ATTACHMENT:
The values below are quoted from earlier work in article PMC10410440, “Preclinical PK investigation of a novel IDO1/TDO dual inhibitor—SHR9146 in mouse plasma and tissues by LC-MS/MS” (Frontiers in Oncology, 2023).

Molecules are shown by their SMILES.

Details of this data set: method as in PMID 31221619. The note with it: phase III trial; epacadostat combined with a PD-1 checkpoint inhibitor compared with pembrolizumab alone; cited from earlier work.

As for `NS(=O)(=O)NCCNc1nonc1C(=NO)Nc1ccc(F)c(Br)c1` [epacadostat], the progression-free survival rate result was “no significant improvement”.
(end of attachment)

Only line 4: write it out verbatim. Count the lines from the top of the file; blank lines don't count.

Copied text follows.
As for `NS(=O)(=O)NCCNc1nonc1C(=NO)Nc1ccc(F)c(Br)c1` [epacadostat], the progression-free survival rate result was “no significant improvement”.